Bitcoin is a cryptocurrency that appeared in 2009 as an alternative to other currencies such as the dollar, euro, yen, and that is used to acquire goods and services, both real and virtual. One of the main and most controversial characteristics of bitcoins, is that being a virtual currency there is no authority or bank that regulates it so its operations become anonymous. Bitcoins have the advantage of being difficult to counterfeit, however, they are exposed to cyber attacks that have generated millions in losses.
Another of the main risks that this currency has is its volatility, since it can be appreciated and depreciated in a matter of hours.
Just this Tuesday bitcoin had a fall of up to 13% and was quoted at less than six thousand dollars per coin, a decline that has led to the cryptocurrency to lose more than half of its value since the beginning of 2018. The character of Bitcoin is highly speculative, deregulated, so it escapes any control outside the Bitcoin system itself, with its future in question (December 2017). Some economists attribute a zero value to him, with signs of having surpassed the thresholds that would take it to the collapse, although generally these opinions do not correspond to experts in the technology. However, if the approach of these economists was correct, as it was not backed by any tangible good, government, financial or economic entity, and if the technology could not support it, its owners would be defenseless in the face of falling prices.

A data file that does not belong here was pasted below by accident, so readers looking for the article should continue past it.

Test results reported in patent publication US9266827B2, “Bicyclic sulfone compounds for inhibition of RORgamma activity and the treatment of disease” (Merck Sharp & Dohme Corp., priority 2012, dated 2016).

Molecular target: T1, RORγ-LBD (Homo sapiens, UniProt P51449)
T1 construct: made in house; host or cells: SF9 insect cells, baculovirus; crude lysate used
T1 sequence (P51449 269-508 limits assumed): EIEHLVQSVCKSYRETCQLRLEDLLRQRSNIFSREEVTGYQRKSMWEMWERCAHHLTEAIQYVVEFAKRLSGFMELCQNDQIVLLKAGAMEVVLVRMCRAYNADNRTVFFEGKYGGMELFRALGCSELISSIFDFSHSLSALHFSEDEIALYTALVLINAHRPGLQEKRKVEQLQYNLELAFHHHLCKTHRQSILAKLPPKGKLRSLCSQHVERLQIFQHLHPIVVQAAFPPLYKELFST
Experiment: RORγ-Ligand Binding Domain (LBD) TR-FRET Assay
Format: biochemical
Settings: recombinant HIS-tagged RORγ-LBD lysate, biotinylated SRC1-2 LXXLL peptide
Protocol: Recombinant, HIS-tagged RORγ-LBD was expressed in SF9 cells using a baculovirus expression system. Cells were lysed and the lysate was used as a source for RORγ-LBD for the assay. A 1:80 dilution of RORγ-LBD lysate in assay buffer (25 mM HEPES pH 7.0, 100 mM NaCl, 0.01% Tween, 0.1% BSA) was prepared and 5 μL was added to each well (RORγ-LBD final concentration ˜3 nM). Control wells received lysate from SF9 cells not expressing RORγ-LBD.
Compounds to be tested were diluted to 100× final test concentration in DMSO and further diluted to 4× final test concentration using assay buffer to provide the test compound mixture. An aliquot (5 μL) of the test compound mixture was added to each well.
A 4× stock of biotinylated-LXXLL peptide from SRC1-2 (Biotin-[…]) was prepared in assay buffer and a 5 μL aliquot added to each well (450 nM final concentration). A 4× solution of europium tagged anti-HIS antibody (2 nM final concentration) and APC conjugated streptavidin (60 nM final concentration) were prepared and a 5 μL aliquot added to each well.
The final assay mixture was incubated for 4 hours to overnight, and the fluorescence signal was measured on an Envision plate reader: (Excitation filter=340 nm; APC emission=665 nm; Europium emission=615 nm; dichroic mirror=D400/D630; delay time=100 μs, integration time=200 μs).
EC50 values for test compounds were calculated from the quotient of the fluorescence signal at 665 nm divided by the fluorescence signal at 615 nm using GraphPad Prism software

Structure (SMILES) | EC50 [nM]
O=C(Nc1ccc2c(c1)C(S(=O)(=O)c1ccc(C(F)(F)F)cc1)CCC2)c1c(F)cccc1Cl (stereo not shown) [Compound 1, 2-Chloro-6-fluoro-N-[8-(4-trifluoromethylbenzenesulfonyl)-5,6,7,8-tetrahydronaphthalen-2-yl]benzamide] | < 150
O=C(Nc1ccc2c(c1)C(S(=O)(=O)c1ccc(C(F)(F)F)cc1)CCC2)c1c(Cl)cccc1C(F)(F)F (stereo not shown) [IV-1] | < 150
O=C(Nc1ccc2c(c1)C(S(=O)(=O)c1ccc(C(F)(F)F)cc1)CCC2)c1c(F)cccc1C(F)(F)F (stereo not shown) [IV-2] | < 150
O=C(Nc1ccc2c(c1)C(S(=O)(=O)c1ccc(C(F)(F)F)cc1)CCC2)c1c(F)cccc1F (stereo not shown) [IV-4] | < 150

What is a Bitcoin Faucet
Bitcoin faucets are a reward system, in the form of a website or app, that dispenses rewards in the form of a satoshi, which is a hundredth of a millionth BTC, for visitors to claim in exchange for completing a captcha or task as described by the website.
There are also faucets that dispense alternative cryptocurrencies. Rewards are dispensed at various predetermined intervals of time. Faucets usually give fractions of a bitcoin, but the amount will typically fluctuate according to the value of bitcoin.